Those who do cold water immersion swear by it. And some folks caught on way before cold plunging became a thing. Consider our very own Dolphin Club (aka Dolphin Swimming and Boating Club) and those who swim regularly in the bay at Aquatic Park. Joan Schriger, principal at Parallel Advisors headquartersd in San Francisco and a competitive swimmer, has been swimming in the bay for years. She says, “It is hugely invigorating to go for a swim in the San Francisco Bay; you feel like a thousand bucks. I backed into it slowly. First you build tolerance, then it becomes like an addiction. In my early days, we would go for a swim and then jump into our cars and crank up the heat intuitively.”  

Those who plunge frequently in cold water mention anecdotally how it is a mood enhancer and staves off depression. They rave over its many positive physiological benefits. One of the earliest advocates of cold therapy was Wim Hof. In 2011, a study by Radboud University showed that “by using his method, Wim was voluntarily able to influence his autonomic nervous system—something which until then was thought virtually impossible.” Today, he teaches the Wim Hof Method® which consists of three pillars: breathing, cold therapy, and commitment.    

Still, there remains a need for large, controlled studies on cold immersion, as most studies have been done in small groups, often on a single gender, and have confounding factors such as healthy user-bias and self-reporting.   

If cold plunges or swimming in the Bay is not your style, then there are cold water baths or showers—available to almost everyone.  

If you decide to cold plunge, here are some tips:  

  • Always check with your health practitioner first.  
  • Start with short stints; increase slowly over time: start with one or two minutes.  
  • Work up to three to five minutes. 
  • Let your body guide you—listen. 
  • If you begin to feel dizzy, nauseated, or lightheaded, STOP. 
  • Protect your skin if you do ice baths. 
  • Always end on cold to get the benefit of thermogenesis. 
  • Take breaks between days. 

Hydrotherapy Circuits: Contrast Bathing from Hot to Cold 

Hydrotherapy circuits offer an opportunity to alternate between hot and cold exposures to promote wellness. Increasingly, spas are offering hydrotherapy circuits, but you can accomplish a lot just with your own shower. 

“Both heat and cold are healthy stressors for the body,” says Dr. Marcus Coplin, naturopathic medical director and medical director of The Springs Resort in Pagosa Springs, Colorado. “By stimulating the body to regulate against the temperature shift, a variety of physical and biochemical changes occur. As a regular part of a health and wellness practice, contrast bathing is a rational approach to keeping our bodies well-tuned and adaptable to life’s stressors,” 

Garza Blanca Resort & Spa Los Cabos also offers hydrotherapy circuits. (Disclaimer:  I have not tried it.) 

For those living in the Bay Area who want to indulge a little closer to home, if you are visiting the Carmel area anytime soon, reserve and buy a day pass at the Refuge in Carmel, California. There is no overnight accommodation, so be sure to book a room for a night at one of the charming lodging options in the area. Enjoy the Refuge Thermal Cycle for an invigorating yet relaxing experience. Then top it off with a Swedish or deep tissue massage. Do not plan on chatting with friends or scrolling on your devices while there; they have a silence policy which is a huge part of its draw and a real opportunity to unplug.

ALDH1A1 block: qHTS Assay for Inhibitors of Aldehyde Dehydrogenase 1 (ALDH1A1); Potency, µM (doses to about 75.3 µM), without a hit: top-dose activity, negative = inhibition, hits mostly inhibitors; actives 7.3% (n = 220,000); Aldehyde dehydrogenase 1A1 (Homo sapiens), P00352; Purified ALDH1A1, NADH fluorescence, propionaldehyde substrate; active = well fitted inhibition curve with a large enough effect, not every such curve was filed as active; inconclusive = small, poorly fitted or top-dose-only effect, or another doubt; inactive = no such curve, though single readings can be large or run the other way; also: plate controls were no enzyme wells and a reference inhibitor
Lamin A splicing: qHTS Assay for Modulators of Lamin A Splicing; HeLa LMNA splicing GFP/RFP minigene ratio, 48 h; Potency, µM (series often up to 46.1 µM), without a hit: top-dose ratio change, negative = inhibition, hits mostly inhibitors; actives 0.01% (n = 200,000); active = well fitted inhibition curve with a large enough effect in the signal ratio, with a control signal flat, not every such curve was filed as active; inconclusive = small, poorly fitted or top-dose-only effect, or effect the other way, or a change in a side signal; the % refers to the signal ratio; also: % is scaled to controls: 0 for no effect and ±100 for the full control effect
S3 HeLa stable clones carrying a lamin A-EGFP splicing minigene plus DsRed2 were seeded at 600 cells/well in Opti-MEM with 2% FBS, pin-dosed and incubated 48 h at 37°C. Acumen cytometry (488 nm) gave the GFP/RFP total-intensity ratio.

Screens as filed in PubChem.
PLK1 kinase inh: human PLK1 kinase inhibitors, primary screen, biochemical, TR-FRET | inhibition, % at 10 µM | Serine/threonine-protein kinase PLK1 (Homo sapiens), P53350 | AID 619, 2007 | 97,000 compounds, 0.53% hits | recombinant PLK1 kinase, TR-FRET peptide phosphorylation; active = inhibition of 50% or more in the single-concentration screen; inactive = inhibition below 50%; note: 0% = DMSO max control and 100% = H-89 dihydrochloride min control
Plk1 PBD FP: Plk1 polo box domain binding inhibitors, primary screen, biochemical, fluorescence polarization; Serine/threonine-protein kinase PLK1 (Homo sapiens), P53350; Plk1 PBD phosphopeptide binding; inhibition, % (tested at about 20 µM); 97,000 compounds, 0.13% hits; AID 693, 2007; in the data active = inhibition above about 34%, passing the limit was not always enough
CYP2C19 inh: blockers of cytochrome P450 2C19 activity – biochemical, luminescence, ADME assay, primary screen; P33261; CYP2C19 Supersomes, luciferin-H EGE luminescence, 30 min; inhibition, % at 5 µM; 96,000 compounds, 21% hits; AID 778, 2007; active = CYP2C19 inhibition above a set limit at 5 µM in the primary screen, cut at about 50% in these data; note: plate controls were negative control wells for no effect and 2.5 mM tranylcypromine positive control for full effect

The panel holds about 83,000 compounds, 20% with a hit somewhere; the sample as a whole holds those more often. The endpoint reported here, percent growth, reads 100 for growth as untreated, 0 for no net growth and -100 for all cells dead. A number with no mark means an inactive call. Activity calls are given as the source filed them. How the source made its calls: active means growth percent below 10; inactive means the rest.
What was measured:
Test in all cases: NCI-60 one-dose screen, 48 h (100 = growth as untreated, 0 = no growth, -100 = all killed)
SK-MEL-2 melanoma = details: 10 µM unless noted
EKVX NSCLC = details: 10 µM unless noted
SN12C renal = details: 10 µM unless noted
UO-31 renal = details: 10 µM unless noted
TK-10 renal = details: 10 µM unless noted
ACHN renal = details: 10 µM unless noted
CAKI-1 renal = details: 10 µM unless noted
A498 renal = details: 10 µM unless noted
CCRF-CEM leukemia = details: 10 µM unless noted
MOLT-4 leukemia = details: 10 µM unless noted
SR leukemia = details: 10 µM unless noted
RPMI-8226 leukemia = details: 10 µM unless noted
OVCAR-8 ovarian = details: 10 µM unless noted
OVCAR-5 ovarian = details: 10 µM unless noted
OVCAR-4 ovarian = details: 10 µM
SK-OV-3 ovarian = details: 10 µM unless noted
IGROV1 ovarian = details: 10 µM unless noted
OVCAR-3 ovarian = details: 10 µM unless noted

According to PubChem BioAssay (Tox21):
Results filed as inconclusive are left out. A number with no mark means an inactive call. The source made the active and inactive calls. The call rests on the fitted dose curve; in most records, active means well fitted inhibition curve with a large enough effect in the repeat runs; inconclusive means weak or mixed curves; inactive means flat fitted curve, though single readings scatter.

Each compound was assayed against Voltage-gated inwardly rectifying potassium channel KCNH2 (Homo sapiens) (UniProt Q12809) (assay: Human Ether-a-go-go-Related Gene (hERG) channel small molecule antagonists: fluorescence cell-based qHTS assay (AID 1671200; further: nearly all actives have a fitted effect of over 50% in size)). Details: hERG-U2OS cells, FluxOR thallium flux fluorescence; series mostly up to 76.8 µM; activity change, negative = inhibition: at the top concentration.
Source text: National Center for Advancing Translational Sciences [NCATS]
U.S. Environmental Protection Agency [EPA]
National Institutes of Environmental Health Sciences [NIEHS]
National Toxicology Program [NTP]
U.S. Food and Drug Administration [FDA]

Indulging at Home 

To make heat and cold therapies part of your weekly wellness regimen, you cannot beat the convenience of home access. Many companies sell these products. Do your homework.  

Here are a few resources to get you started in your search for home units: 

  • If you want to get serious about contrast bathing, check out and their Valaris Terrain Hot Tub + Cold Tub.  
  • Looking for a healthy affordable and portable solution, check out: 
  • For cold plunges, also check out 
  • For saunas, there are so many options available on the market today. Do your research to find the perfect fit for your needs. Two considerations most people do not think about are EMF exposure and whether the wood has been sprayed coming into the U.S. Ask about it. Brands frequently use the terms “low EMF,” “ultra-low EMF,” or “near-zero EMF.” It is worth researching before you buy. 

In Summary

If you are not indulging in heat and cold therapy, you may be missing some great benefits. Looking at the Finns as well as back in history, saunas and the bathhouses were places of socialization. Lest we forget, social connection is one of the best contributors to optimal wellness and longevity. So, cozy up with friends or your partner to stay warm (or cold) and healthy!  

Note: Nothing in this article constitutes medical advice. Please consult your physician if you have questions before undertaking any new physical activity or dietary changes. 

Lydia Graham

Lydia is a passionate advocate of healthy living. She has launched and positioned many health and wellness-related companies, products, technologies and organizations receiving more than 100 awards nationally and internationally. Her focus in the health sector is specifically on healthy living, aging and longevity. She is a partner and investor in several recognized national brands. She sits on the board of the Buck Institute for Research on Aging whose mission is to eliminate the threat of age-related disease for today’s and future generations. It is the only independent research organization globally dedicated to extending the healthy years of life. Like the scientists at the Buck, Graham envisions it will be possible for people to enjoy life at 95 as much as at 25. To support Buck’s mission, please visit